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ROME – Google helped Italy’s Cinecitta Studios celebrate its 77th birthday Monday by creating a “Google Doodle” — the custom-designed artwork on the search giant’s home page — that pays tribute to the historic studios.
Cinecitta, dubbed “Hollywood on the Tiber” during its heyday, was opened by then-Italian leader Benito Mussolini on April 28, 1937 as part of an effort to expand Italy’s cultural reach through film.
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The Google Doodle, which shows the facades of a fictional studio set, was visible for Google users Monday in Italy and the U.K.
The oldest film studios in Europe, Cinecitta secured its place in cinematic history by hosting most of Federico Fellini’s best-known films including La Dolce Vita, Satyricon, and 8½, plus epic dramas such as Ben-Hur, the 1959 classic from William Wyler; Joseph Mankiewicz’s Cleopatra from 1963; Carol Reed’s 1965 The Agony and the Ecstasy; and the 1968 adaptation of Romeo and Juliet by Franco Zeffirelli.
More recently, Cinecitta was involved in Martin Scorsese’s 2002 production Gangs of New York, Wes Anderson’s The Life Aquatic with Steve Zissou, and Mel Gibson‘s The Passion of the Christ, both from 2004, plus scores of television programs including the HBO series Rome, which was filmed at Cinecitta between 2004 and 2007.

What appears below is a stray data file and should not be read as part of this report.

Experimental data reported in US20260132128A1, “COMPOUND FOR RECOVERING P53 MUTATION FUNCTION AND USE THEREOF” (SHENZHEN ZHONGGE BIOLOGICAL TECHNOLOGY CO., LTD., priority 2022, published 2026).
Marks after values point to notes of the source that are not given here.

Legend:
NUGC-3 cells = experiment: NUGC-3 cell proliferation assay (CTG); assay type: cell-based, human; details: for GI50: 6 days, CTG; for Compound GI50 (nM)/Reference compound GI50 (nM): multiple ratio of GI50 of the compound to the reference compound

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In recent years, productions at Cinecitta have dropped off due in part to less expensive options in Eastern Europe. Studio workers have gone on strike to protest layoffs, parts of the studios have been damaged by fires and a much-heralded makeover has yet to get underway.
However, a government-sponsored 25 percent tax break for non-Italian films shot in Italy has helped lure a new round of productions to the Eternal City. Recent productions include Baltasar Kormakur’s Everest and comedy Road to Capri from Boris Damast, which is just starting pre-production at Cinecitta.
The current tax break is capped at $6.9 million (€5 million), though there are discussions to raise or eliminate the cap, which could attract even more projects to the august studios.
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